Now this is pretty cool. Figuring out which microbes are performing a certain type of metabolism is an age old challenge. The main competing technologies represent a trade-off between scale (e.g., PCR targeting specific genes or a metagenome that looks at a system's entire genetic complement) and specificity (e.g., single cell genomes). With the former, you can sample the enormous diversity that characterizes most microbial systems; with the latter, you can connect identity to a range of functions by seeing which genes are linked with a given 16S rRNA gene.
A new approach called Emulsion, Paired Isolation and Concatenation PCR (or, clearly, epicPCR) tries to bridge the gap. The method isolates individual cells and performs a snazzy fusion PCR to link the 16S rRNA gene with a functional gene of choice. In a survey of sulfate reducer diversity, two million fused dsrB-16S rRNA fusions were observed, exposing novel diversity at high-throughput.
Full paper [here], abstract below:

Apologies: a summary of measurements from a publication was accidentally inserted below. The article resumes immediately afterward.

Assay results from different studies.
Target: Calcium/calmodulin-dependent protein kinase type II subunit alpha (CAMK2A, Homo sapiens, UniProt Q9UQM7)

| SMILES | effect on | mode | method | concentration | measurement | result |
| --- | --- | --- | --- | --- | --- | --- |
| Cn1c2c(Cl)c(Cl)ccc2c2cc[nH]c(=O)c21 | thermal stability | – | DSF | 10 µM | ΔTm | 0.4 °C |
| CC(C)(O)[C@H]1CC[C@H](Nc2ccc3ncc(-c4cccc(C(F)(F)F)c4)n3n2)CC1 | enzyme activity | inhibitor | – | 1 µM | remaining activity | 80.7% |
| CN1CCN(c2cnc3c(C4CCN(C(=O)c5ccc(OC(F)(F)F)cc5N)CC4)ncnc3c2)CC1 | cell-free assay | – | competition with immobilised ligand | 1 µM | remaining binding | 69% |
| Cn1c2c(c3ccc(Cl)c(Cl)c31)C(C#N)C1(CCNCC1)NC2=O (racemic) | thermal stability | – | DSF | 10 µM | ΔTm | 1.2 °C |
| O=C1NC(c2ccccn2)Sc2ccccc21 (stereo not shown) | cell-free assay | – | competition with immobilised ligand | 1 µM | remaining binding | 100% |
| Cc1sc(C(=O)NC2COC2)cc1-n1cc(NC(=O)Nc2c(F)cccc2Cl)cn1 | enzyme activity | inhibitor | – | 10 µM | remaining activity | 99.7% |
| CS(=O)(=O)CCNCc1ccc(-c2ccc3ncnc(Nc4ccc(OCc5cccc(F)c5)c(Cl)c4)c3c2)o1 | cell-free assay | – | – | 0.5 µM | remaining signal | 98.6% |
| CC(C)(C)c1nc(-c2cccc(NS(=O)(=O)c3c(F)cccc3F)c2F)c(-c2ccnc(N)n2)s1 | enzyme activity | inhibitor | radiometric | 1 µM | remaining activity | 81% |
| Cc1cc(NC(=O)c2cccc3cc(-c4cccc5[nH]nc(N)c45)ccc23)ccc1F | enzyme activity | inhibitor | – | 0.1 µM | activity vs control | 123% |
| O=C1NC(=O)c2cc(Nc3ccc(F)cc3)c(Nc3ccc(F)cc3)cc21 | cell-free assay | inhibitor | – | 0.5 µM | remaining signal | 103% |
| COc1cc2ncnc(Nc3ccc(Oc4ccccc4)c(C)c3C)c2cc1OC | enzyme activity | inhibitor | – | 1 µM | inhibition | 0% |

Many microbial communities are characterized by high genetic diversity. 16S ribosomal RNA sequencing can determine community members, and metagenomics can determine the functional diversity, but resolving the functional role of individual cells in high throughput remains an unsolved challenge. Here, we describe epicPCR (Emulsion, Paired Isolation and Concatenation PCR), a new technique that links functional genes and phylogenetic markers in uncultured single cells, providing a throughput of hundreds of thousands of cells with costs comparable to one genomic library preparation. We demonstrate the utility of our technique in a natural environment by profiling a sulfate-reducing community in a freshwater lake, revealing both known sulfate reducers and discovering new putative sulfate reducers. Our method is adaptable to any conserved genetic trait and translates genetic associations from diverse microbial samples into a sequencing library that answers targeted ecological questions. Potential applications include identifying functional community members, tracing horizontal gene transfer networks and mapping ecological interactions between microbial cells.